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INTELLECTUAL ARITHMETIC should be thoroughly studied by all, and especially by the young, before commencing PRACTICAL. For this purpose, attention is called to “Ray's Arithmetic, Second Book," which has been carefully prepared, and is now published with important improvements.
When admissible, pupils studying Arithmetic should be taught in classes; the presence of the class being a stimulus to both teacher and pupil. This arrangement also economizes time, since the same oral illustrations, necessary for the instruction of a single pupil, serve for a class.
The time occupied at each recitation ought not to be less than thirty minutes, nor more than one hour. The class should not be too large; and, if possible, the attainments of its members equal.
Every school should have a blackboard, on which pupils can solve the questions and explain the method of solution.
A prime object in recitations is to secure attention ; to do this, the exercises must be interesting, and all must be kept employed. Let as many be called out as can obtain positions at the blackboard, and let all solve the same question at once.
When the solutions are completed, let some one be called on to explain the process, giving the reason for each step of the operation. Exercises thus conducted animate the class; and by requiring the learner to explain every process, and assign a reason for every step, he learns to rely on his own reasoning powers.
In assisting pupils to overcome difficulties, it is preferable to do it indirectly, by making such suggestions, or asking such questions, as will enable the learner to accomplish the object.
Frequent Reviews will be found of great benefit.
The pupil should be rendered familiar with the answers to the questions in the REVIEW at the foot of the page. This review is intended to aid the teacher, but not to prevent his asking other questions, or presenting different illustrations.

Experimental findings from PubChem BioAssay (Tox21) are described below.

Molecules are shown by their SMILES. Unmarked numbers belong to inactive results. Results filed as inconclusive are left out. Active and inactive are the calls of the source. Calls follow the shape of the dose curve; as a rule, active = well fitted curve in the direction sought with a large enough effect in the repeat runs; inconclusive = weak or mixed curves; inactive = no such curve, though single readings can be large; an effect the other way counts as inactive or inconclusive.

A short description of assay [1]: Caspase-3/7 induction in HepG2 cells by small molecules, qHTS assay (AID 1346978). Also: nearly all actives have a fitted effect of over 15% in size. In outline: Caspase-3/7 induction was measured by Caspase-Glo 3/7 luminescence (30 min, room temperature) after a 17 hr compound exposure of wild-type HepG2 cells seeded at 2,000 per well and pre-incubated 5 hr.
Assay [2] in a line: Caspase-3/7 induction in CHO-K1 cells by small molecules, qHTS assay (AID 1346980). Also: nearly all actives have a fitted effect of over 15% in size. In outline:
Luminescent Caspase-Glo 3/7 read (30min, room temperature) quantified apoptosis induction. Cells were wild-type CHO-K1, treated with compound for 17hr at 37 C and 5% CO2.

1. A Unit, or one, is a single thing of any kind; as, one apple, one dollar, one pound.
2. Number is a term signifying one or more units; as, one, five, seven cents, nine men.
3. Numbers are expressed by ten characters, called Figures; as, 1, 2, 3, 4, 5, 6, 7, 8, 9, 0.
4. Arithmetic treats of numbers, and is the art of computing by them. The fundamental rules are five; Notation and Numeration, Addition, Subtraction, Multiplication, and Division.
I. NOTATION AND NUMERATION. ART. 1. A single thing is a Unit, or one; written, 1 One unit and one more, are
2 Two units and one more, are
3 Three units and one more, are four; 4 Four units and one more, are five;
5 Five units and one more, are six ;
units and one more, are seven ; 7 Seven units and one more, are eight;
8 Eight units and one more, are
9 ART. 2. These nine characters are called digits, or significant figures, because they denote something.
The character, 0, called cipher, naught, or zero, is employed to denote nothing: thus, to show that there are no cents in a purse, write, the number of cents is 0.
REMARK.—The cipher is sometimes termed an auxiliary digit, because it helps the other digits in expressing numbers.
REVIEW.--ART. 1. What is a single thing? What are one unit and one more of the same kind? Two units and one more, &c. ? 2. What are these nine characters Called? Why? What does naught, or zero denote? Rem. What is the cipher termed? Why?